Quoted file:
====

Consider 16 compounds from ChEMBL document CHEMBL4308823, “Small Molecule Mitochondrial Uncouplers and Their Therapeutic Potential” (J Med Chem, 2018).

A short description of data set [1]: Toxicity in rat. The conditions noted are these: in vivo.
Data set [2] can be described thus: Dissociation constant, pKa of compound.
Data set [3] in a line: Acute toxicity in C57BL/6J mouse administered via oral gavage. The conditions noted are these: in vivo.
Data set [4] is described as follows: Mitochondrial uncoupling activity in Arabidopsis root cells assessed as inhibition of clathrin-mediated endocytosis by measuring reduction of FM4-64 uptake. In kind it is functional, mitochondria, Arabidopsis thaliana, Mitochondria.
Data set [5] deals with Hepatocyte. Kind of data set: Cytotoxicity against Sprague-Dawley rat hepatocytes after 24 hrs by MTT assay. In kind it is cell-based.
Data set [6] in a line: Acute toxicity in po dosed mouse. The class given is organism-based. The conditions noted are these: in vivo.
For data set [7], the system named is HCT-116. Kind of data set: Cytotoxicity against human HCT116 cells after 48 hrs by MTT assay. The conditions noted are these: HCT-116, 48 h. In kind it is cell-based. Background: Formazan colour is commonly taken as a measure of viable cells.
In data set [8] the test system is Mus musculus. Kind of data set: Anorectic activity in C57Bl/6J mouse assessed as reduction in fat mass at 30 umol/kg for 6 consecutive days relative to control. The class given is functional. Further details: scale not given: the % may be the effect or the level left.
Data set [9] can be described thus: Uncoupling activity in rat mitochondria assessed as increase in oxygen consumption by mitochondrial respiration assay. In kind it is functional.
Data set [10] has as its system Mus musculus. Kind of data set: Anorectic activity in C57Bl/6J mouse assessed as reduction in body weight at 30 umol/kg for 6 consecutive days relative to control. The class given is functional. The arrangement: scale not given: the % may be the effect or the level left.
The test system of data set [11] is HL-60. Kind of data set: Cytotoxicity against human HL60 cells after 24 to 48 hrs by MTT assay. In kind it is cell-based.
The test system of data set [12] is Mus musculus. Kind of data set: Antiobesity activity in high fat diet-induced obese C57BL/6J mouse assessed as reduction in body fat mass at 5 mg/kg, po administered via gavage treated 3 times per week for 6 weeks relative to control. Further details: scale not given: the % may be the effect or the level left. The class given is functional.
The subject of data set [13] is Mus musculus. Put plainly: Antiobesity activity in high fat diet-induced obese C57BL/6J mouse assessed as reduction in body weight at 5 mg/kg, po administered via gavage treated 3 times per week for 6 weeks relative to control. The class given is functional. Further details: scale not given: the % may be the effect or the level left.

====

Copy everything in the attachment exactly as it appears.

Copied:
Consider 16 compounds from ChEMBL document CHEMBL4308823, “Small Molecule Mitochondrial Uncouplers and Their Therapeutic Potential” (J Med Chem, 2018).

A short description of data set [1]: Toxicity in rat. The conditions noted are these: in vivo.
Data set [2] can be described thus: Dissociation constant, pKa of compound.
Data set [3] in a line: Acute toxicity in C57BL/6J mouse administered via oral gavage. The conditions noted are these: in vivo.
Data set [4] is described as follows: Mitochondrial uncoupling activity in Arabidopsis root cells assessed as inhibition of clathrin-mediated endocytosis by measuring reduction of FM4-64 uptake. In kind it is functional, mitochondria, Arabidopsis thaliana, Mitochondria.
Data set [5] deals with Hepatocyte. Kind of data set: Cytotoxicity against Sprague-Dawley rat hepatocytes after 24 hrs by MTT assay. In kind it is cell-based.
Data set [6] in a line: Acute toxicity in po dosed mouse. The class given is organism-based. The conditions noted are these: in vivo.
For data set [7], the system named is HCT-116. Kind of data set: Cytotoxicity against human HCT116 cells after 48 hrs by MTT assay. The conditions noted are these: HCT-116, 48 h. In kind it is cell-based. Background: Formazan colour is commonly taken as a measure of viable cells.
In data set [8] the test system is Mus musculus. Kind of data set: Anorectic activity in C57Bl/6J mouse assessed as reduction in fat mass at 30 umol/kg for 6 consecutive days relative to control. The class given is functional. Further details: scale not given: the % may be the effect or the level left.
Data set [9] can be described thus: Uncoupling activity in rat mitochondria assessed as increase in oxygen consumption by mitochondrial respiration assay. In kind it is functional.
Data set [10] has as its system Mus musculus. Kind of data set: Anorectic activity in C57Bl/6J mouse assessed as reduction in body weight at 30 umol/kg for 6 consecutive days relative to control. The class given is functional. The arrangement: scale not given: the % may be the effect or the level left.
The test system of data set [11] is HL-60. Kind of data set: Cytotoxicity against human HL60 cells after 24 to 48 hrs by MTT assay. In kind it is cell-based.
The test system of data set [12] is Mus musculus. Kind of data set: Antiobesity activity in high fat diet-induced obese C57BL/6J mouse assessed as reduction in body fat mass at 5 mg/kg, po administered via gavage treated 3 times per week for 6 weeks relative to control. Further details: scale not given: the % may be the effect or the level left. The class given is functional.
The subject of data set [13] is Mus musculus. Put plainly: Antiobesity activity in high fat diet-induced obese C57BL/6J mouse assessed as reduction in body weight at 5 mg/kg, po administered via gavage treated 3 times per week for 6 weeks relative to control. The class given is functional. Further details: scale not given: the % may be the effect or the level left.